My Rating: 3 out of 10

Released: June 13, 1986

Runtime: 1Hour 37Minutes

Rated PG-13

Director: Alan Metter

Studio: Orion Pictures

Available: DVD, Blu-ray, Amazon Video, YouTube.

It Rained All Night the Day I Left (1980)

it rained all night 1

By Richard Winters

My Rating: 2 out of 10

4-Word Review: Stuck in the desert.

Robert and Leo (Tony Curtis, Louis Gossett Jr.) are two losers working as gun runners who transport their goods in an old beat-up VW that looks to be seriously on its last leg. They meet up with The Colonel (Sally Kellerman) who is the widow of an actual Colonel that fought during WW II. She is now living alone with her nineteen year-old daughter Suzanna (Lisa Langlois) in an isolated ranch in the middle of the African desert. She hires Robert and Leo to help her oversee the water that she pumps to a nearby village. Since she feels that the members of this village had something to do with her late husband’s murder she has cut off their supply to it and only lets them have access to it at certain times of the day, which the two men feel is harsh. They do some investigating on their own and believe that it is neighboring rancher Killian (John Vernon) who is the real culprit to the murder, but trying to convince The Colonel of this, who has a romantic interest in Kilian, is another matter completely.

This obscure, low budget film is pretty much a botched mess from the get-go. Too much emphasis is put on comedy, but filmed by people who have no idea what is funny which forces the actors to carry-on with broadly written banter and insipid slapstick-like scenarios that is intended to be humorous, but falls resoundingly flat instead. The story and setting has some potential, but resorts to contrived, uninspired romance that becomes completely boring.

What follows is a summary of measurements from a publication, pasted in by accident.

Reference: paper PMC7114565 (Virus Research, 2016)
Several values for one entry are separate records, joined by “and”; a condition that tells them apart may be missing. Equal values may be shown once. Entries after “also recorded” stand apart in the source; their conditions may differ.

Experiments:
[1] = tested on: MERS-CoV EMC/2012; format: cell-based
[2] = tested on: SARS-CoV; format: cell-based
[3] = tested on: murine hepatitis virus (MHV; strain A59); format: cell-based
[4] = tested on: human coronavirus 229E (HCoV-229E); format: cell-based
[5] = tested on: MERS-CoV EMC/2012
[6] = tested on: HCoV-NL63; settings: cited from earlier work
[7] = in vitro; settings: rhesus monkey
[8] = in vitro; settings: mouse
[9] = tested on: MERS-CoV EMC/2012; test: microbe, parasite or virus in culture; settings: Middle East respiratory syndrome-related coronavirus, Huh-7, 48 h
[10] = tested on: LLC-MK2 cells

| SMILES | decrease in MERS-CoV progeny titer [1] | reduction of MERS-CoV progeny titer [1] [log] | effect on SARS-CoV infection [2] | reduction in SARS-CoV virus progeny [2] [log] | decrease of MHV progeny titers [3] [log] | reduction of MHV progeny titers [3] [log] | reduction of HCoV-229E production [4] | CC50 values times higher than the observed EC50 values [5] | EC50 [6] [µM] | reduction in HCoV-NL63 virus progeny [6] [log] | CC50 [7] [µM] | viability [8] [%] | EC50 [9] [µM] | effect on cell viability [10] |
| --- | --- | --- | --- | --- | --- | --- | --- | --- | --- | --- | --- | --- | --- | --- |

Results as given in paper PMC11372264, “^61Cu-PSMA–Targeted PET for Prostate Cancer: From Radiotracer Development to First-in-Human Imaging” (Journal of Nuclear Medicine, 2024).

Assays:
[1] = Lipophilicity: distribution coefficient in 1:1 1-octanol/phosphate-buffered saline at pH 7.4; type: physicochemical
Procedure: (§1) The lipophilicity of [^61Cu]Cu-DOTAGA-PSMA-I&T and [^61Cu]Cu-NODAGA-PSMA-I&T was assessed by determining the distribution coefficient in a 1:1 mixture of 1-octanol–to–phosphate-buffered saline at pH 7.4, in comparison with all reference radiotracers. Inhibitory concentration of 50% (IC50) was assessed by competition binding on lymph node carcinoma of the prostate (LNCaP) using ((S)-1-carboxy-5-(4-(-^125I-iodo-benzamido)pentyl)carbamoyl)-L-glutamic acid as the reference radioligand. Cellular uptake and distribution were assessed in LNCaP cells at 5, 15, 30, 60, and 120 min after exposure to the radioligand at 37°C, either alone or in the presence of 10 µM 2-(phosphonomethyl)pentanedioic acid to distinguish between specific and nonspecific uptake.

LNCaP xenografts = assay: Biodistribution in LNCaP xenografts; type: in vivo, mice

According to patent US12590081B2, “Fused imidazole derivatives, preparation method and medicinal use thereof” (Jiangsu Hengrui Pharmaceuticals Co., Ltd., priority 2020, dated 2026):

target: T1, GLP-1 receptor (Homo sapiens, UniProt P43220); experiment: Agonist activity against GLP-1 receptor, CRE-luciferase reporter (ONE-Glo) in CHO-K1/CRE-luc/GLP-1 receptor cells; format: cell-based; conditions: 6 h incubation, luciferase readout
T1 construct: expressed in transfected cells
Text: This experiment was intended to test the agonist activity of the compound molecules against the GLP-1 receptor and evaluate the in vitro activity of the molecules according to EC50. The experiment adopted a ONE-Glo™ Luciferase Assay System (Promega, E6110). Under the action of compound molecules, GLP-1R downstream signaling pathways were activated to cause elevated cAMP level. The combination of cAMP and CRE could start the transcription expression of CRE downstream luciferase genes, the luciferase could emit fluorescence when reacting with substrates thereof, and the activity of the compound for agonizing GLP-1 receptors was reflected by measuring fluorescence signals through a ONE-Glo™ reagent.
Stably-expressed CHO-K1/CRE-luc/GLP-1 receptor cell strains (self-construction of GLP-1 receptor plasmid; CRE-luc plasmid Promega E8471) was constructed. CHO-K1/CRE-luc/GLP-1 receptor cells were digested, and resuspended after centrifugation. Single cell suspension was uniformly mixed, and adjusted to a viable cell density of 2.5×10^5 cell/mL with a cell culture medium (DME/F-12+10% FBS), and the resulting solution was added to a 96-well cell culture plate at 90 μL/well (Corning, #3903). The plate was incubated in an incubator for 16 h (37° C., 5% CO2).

I’ll give Kellerman credit for lasting over six decades in the business, but her acting never seems to be effective. Her character is supposed to be a domineering, tough-as-nails lady, or at least that is how she is introduced as she even insists that the men refer to her as ‘sir’, but this quickly evaporates until she becomes just another aging, lonely female looking for love and companionship, which isn’t compelling, or original. Langlois as the daughter is equally transparent while delivering her lines as if she were half asleep. Why an attractive young lady such as herself would ever fall for a struggling 55-year-old man like the one Curtis plays here makes little sense and is pretty dumb.

The film is saved to a minor degree by the presence of Curtis. He was a top billed star during the ‘50s and 60s, but by the ‘80s his career had plummeted severely to the point that he was accepting minor, supporting roles in direct-to-video fare that next to no one saw. This film isn’t much better than those, but here at least he retains his engaging persona and helps lift the dead material to a somewhat tolerable level and his pairing with Gossett is odd enough to make it semi-intriguing.

This is a sad, almost embarrassing follow-up project for director Nicolas Gessner who had achieved critical acclaim with the Jodie Foster hit The Little Girl Who Lives Down the Lane. Why he would choose this oddball thing to tackle next is a mystery as I’m sure he must’ve been offered better scripts, but in either case it’s a misfire that never manages to click at all.

My Rating: 2 out of 10

Released: August 6, 1980

Runtime: 1Hour 24Minutes

Not Rated

Director: Nicolas Gessner

Studio: Gaumont

Available: None at this time.